The Metropolitan Police is facing further allegations of improper seizure of journalistic material.
The force has been accused of illegally obtaining communications material, possibly under the Regulation of Investigatory Powers Act, from a Sky News journalist.
According to The Times, the lawyer of a former SAS officer has accused the force of "unauthorised disclosure of the intercept product" in order to bolster its application for correspondence between Sky News's Sam Kiley and his sources.
Lawyer Simon McKay said that if the Met did disclose this information to a judge as part of a production order application it would be "a criminal offence".
McKay is the lawyer of an SAS officer, known as AB, who was arrested in March 2011 and accused of breaching the Official Secrets Act. The allegations were eventually dropped and he resigned, but not before the Met sought a production order from the Old Bailey.
This was initially granted, but then overturned in the High Court following a Sky News objection. The Met's appeal against this decision was then rejected in March this year.
The original hearing was held in secret without representation for the officer or Kiley. But McKay suspects intercepted material was used to aid the Met's case.
The newspaper reports that the force's application referred to "communications data that shows messages".
Communications "data" usually refers to call records that do not include content. The Met Police, for instance, accessed the communications data of Sun political editor Tom Newton Dunn under RIPA to find his Plebgate source.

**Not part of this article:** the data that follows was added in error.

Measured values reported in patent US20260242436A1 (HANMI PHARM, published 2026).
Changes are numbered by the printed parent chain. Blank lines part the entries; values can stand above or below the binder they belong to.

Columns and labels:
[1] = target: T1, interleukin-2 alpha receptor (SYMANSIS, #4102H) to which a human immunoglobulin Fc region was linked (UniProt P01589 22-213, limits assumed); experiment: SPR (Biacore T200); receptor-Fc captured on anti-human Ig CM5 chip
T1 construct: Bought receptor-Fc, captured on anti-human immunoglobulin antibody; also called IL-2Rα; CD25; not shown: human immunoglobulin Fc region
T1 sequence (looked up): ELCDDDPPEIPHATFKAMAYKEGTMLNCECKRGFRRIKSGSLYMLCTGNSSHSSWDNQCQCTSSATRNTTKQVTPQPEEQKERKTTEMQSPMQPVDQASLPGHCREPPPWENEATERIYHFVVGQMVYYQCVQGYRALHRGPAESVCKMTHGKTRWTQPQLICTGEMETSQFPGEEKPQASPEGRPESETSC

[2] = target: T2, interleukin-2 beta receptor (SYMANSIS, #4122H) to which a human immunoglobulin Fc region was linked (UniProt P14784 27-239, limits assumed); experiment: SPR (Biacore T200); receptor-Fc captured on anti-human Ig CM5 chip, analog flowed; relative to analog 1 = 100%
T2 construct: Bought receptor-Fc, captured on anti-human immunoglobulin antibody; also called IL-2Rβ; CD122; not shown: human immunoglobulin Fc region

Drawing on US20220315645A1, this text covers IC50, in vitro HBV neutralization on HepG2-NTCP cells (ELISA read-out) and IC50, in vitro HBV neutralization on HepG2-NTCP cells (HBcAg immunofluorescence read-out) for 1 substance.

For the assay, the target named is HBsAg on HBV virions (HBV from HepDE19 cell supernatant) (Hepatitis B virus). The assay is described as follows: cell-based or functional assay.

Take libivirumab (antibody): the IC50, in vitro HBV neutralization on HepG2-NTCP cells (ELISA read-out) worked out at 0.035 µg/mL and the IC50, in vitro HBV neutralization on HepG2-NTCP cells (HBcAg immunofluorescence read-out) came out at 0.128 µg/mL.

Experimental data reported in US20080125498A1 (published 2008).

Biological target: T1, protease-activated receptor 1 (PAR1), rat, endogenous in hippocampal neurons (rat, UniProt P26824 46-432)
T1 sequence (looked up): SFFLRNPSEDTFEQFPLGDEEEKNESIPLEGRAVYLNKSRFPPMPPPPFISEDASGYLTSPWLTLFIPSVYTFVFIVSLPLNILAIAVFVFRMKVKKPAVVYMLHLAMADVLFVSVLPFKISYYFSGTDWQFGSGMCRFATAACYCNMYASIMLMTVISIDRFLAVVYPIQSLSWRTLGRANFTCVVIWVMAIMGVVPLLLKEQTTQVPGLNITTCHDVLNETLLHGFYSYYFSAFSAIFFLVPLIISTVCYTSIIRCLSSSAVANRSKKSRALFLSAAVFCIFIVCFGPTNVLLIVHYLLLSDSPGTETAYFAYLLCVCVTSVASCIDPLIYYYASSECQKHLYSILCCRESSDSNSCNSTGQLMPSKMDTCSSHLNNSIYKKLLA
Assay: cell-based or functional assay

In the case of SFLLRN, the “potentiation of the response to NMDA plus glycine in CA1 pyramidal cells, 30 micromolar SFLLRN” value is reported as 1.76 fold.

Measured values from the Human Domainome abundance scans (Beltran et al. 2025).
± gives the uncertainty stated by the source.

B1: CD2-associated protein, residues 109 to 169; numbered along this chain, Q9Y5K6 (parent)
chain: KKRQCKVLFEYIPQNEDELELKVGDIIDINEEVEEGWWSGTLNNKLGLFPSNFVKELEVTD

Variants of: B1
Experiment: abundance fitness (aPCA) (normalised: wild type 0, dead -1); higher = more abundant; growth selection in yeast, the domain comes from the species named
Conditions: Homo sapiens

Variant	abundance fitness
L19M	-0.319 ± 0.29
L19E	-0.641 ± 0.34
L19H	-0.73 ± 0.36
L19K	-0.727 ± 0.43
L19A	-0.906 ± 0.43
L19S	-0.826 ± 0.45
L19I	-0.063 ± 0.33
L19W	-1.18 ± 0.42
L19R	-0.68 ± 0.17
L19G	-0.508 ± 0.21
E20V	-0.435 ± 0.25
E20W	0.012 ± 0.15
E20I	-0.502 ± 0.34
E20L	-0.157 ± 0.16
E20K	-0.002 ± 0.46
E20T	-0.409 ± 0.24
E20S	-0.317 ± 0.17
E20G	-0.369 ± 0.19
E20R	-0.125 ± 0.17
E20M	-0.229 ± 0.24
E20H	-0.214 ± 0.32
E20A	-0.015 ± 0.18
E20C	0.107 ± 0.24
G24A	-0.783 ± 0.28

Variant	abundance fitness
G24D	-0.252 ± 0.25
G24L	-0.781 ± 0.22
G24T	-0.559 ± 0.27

McKay's letter reportedly said that the Met's application referred to messages that appeared "word for word" on Sky News broadcasts and he said they presumably came from interception.
He reportedly told the paper that intercepted material is not allowed to be used in production order applications and that if they had been communicated to the judge that would be against the law.
The paper reports him as saying: “It’s a criminal offence. [They are] committing criminal offences in order to procure an order against a journalist.”
The complaint was lodged in January and the police are yet to respond.
A Met spokesman said: "The MPS received a complaint in January 2014. The complaint has been investigated, and the complainant will be informed of the outcome in due course.